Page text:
Arnold's "Dover Beach" is an expression of sadness and uncertainty, born out of a fear of what will happen if the loss of religious faith he is experiencing should continue. The poem does not indicate, in its opening, what its theme will be—on the contrary, the picture it paints is a quaint and calming one, a literal description of a beach on a calm night:
The sea is calm tonight.
The tide is full, the moon lies fair
Upon the straits; on the French coast the light
Gleams and is gone; the cliffs of England stand,
Glimmering and vast, out in the tranquil bay.
In a sort of inversion of the usual "pathetic fallacy" trope, then, we will soon see that the natural world around the speaker is actually a complete contrast to his mental state. While he is standing in a beautiful place, awash with calm, he himself is full of mental turmoil and uncertainty. Arnold's setting and place help us to understand that mental turmoil is not necessarily driven by physical uncertainty or lack of security—England is, on the surface of things, as it has always been. It is only "the eternal note of sadness" which indicates how different things really are.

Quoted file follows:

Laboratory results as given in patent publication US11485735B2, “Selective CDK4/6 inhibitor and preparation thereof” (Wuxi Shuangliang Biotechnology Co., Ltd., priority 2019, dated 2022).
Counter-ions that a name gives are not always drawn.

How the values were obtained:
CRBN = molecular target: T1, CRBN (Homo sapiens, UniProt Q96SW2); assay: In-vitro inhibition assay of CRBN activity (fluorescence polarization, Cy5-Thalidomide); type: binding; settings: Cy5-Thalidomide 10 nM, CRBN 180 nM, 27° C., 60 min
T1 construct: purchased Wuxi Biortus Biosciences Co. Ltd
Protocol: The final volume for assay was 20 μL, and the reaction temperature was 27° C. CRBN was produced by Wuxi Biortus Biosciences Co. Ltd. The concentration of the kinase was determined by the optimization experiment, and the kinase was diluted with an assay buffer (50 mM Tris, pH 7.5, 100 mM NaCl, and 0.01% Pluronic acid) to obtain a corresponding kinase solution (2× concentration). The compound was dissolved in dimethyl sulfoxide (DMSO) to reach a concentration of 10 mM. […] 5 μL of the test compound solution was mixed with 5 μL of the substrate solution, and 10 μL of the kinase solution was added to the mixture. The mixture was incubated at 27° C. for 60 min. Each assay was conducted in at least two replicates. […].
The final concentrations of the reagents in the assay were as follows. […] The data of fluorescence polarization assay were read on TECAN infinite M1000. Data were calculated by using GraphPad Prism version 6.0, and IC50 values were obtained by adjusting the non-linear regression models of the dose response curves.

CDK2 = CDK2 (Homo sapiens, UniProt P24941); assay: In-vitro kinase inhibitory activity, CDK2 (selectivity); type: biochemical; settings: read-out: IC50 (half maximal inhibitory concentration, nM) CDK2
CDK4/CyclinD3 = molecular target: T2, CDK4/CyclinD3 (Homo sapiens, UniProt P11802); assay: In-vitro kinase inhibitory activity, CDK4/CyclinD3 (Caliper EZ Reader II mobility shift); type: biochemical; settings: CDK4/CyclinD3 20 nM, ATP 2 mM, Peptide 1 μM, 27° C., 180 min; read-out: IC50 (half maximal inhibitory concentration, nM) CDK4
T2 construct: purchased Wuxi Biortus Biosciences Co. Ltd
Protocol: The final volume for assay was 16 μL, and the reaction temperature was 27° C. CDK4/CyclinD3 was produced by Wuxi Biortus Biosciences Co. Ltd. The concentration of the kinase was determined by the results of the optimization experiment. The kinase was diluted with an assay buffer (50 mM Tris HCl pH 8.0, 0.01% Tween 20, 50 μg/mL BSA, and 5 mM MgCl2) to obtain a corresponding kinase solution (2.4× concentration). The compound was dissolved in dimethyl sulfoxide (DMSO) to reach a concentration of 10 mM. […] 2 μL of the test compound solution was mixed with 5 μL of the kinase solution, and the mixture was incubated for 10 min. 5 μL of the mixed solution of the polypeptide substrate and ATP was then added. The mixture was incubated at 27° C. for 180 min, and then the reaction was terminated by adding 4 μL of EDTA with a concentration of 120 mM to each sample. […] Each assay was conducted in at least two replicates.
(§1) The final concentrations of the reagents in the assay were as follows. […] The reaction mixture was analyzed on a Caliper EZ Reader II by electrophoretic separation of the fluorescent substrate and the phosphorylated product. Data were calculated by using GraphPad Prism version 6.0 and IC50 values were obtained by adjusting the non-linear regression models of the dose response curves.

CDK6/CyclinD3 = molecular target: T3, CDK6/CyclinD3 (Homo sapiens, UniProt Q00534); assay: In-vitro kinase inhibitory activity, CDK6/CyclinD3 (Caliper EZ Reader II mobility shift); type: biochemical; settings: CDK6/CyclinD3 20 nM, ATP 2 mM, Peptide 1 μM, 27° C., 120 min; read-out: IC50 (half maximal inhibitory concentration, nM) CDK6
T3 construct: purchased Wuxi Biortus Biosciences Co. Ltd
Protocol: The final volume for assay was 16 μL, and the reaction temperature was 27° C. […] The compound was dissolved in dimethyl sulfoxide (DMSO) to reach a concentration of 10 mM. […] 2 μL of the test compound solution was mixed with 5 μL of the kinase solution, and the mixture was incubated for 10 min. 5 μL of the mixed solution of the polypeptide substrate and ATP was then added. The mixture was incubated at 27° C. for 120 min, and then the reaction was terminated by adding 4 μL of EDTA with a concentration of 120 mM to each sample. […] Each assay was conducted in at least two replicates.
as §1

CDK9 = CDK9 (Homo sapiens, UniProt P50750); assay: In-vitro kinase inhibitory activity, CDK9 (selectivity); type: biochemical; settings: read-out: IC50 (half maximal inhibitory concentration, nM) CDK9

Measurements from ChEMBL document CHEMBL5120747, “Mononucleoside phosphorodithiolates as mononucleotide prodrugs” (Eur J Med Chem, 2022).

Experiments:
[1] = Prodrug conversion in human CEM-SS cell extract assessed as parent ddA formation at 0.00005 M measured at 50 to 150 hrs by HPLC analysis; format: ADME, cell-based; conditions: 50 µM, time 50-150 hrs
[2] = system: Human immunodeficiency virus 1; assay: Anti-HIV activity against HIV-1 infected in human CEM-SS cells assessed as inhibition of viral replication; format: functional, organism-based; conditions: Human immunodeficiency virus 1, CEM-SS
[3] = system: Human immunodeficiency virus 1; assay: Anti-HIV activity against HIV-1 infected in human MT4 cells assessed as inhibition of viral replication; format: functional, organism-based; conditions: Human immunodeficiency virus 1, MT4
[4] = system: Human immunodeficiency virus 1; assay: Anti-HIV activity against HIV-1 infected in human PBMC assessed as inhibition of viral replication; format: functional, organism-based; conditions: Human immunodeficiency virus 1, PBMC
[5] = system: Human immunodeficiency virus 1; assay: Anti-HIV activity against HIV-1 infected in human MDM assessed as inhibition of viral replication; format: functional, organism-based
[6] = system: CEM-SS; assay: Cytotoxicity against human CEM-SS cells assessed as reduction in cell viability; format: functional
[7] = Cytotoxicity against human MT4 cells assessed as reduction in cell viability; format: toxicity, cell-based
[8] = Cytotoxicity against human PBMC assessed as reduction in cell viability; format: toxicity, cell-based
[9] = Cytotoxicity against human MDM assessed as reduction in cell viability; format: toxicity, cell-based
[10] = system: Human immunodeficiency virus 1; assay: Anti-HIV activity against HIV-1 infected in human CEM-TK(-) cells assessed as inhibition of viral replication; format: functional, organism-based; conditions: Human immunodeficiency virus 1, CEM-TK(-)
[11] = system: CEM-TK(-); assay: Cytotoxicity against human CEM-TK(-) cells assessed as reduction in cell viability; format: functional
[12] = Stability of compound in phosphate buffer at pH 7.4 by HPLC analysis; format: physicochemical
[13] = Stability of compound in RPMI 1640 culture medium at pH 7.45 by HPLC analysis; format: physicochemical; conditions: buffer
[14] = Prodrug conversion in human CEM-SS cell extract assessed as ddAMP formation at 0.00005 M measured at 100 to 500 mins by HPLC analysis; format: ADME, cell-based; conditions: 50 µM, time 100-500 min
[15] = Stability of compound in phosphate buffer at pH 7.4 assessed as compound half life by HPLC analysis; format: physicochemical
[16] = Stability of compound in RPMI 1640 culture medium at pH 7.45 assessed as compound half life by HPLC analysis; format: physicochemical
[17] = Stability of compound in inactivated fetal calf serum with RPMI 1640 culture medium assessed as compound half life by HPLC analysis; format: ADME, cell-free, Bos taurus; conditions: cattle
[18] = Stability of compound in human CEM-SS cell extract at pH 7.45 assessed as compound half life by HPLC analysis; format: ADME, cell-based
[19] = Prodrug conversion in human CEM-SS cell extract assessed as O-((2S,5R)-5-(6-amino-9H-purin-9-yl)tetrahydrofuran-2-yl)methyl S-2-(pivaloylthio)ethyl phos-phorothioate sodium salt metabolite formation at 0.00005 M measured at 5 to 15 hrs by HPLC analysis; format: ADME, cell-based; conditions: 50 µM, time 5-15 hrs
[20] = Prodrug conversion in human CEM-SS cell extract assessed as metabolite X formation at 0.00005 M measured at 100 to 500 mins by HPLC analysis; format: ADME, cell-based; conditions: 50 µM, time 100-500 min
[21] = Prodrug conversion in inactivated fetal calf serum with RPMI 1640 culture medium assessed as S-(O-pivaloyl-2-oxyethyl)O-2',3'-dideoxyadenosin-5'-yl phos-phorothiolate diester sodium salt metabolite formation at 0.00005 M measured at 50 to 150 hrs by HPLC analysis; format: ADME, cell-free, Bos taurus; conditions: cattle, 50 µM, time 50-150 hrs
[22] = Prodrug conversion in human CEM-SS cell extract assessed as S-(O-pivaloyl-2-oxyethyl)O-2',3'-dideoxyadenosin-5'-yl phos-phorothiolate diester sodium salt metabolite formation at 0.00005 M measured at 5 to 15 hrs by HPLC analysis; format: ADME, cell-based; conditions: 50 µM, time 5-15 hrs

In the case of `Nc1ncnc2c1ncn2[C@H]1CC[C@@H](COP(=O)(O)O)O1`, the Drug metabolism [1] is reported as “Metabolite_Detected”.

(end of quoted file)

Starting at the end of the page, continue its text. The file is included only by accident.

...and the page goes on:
The Sea of Faith
Was once, too, at the full, and round earth’s shore
Lay like the folds of a bright girdle furled.
Like a girdle, the island's faith once kept it enclosed and protected; now, the sea seems only a miserable ribbon between England and France, transmitting the same note of "misery" which Sophocles once heard, many thousands of years ago.
In the end, the speaker can see little hope for his own future, other than to cling to his beloved, in whom he still seems to find some solace. He describes himself and his countrymen in vivid terms: as "ignorant armies," all fighting as if in the dark. Their ideologies "clash" with one another, but they do not have any light on the matter—there is no certain knowledge either of them can use against the other:
And we are here as on a darkling plain
Swept with confused alarms of struggle and flight,
Where ignorant armies clash by night.